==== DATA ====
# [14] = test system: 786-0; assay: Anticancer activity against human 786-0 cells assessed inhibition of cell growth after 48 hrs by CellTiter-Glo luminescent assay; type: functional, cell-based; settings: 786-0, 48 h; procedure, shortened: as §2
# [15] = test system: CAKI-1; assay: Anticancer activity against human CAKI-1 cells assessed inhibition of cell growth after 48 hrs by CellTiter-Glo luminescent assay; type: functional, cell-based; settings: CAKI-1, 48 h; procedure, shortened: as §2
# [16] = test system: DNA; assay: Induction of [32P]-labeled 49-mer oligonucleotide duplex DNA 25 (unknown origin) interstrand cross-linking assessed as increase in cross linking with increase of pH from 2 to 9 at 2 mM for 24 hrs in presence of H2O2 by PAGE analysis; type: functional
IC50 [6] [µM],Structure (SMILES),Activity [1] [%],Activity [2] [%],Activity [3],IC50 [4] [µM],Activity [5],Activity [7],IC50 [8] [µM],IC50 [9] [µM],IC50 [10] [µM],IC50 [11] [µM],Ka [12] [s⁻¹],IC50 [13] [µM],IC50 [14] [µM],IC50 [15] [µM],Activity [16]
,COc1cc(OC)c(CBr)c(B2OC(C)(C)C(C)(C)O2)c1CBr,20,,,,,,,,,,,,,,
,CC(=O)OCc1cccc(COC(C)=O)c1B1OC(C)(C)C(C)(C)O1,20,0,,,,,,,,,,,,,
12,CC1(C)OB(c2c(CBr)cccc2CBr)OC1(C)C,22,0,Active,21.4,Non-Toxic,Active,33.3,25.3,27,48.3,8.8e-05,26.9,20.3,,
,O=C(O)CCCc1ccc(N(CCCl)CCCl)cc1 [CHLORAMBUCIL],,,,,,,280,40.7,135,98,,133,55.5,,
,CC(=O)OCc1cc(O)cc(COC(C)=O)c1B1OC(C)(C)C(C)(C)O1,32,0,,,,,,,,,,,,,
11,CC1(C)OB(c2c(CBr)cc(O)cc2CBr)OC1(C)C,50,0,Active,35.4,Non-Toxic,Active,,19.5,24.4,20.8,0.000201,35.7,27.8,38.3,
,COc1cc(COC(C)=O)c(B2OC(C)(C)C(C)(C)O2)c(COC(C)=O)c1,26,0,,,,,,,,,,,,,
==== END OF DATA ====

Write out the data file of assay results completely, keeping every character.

# [14] = test system: 786-0; assay: Anticancer activity against human 786-0 cells assessed inhibition of cell growth after 48 hrs by CellTiter-Glo luminescent assay; type: functional, cell-based; settings: 786-0, 48 h; procedure, shortened: as §2
# [15] = test system: CAKI-1; assay: Anticancer activity against human CAKI-1 cells assessed inhibition of cell growth after 48 hrs by CellTiter-Glo luminescent assay; type: functional, cell-based; settings: CAKI-1, 48 h; procedure, shortened: as §2
# [16] = test system: DNA; assay: Induction of [32P]-labeled 49-mer oligonucleotide duplex DNA 25 (unknown origin) interstrand cross-linking assessed as increase in cross linking with increase of pH from 2 to 9 at 2 mM for 24 hrs in presence of H2O2 by PAGE analysis; type: functional
IC50 [6] [µM],Structure (SMILES),Activity [1] [%],Activity [2] [%],Activity [3],IC50 [4] [µM],Activity [5],Activity [7],IC50 [8] [µM],IC50 [9] [µM],IC50 [10] [µM],IC50 [11] [µM],Ka [12] [s⁻¹],IC50 [13] [µM],IC50 [14] [µM],IC50 [15] [µM],Activity [16]
,COc1cc(OC)c(CBr)c(B2OC(C)(C)C(C)(C)O2)c1CBr,20,,,,,,,,,,,,,,
,CC(=O)OCc1cccc(COC(C)=O)c1B1OC(C)(C)C(C)(C)O1,20,0,,,,,,,,,,,,,
12,CC1(C)OB(c2c(CBr)cccc2CBr)OC1(C)C,22,0,Active,21.4,Non-Toxic,Active,33.3,25.3,27,48.3,8.8e-05,26.9,20.3,,
,O=C(O)CCCc1ccc(N(CCCl)CCCl)cc1 [CHLORAMBUCIL],,,,,,,280,40.7,135,98,,133,55.5,,
,CC(=O)OCc1cc(O)cc(COC(C)=O)c1B1OC(C)(C)C(C)(C)O1,32,0,,,,,,,,,,,,,
11,CC1(C)OB(c2c(CBr)cc(O)cc2CBr)OC1(C)C,50,0,Active,35.4,Non-Toxic,Active,,19.5,24.4,20.8,0.000201,35.7,27.8,38.3,
,COc1cc(COC(C)=O)c(B2OC(C)(C)C(C)(C)O2)c(COC(C)=O)c1,26,0,,,,,,,,,,,,,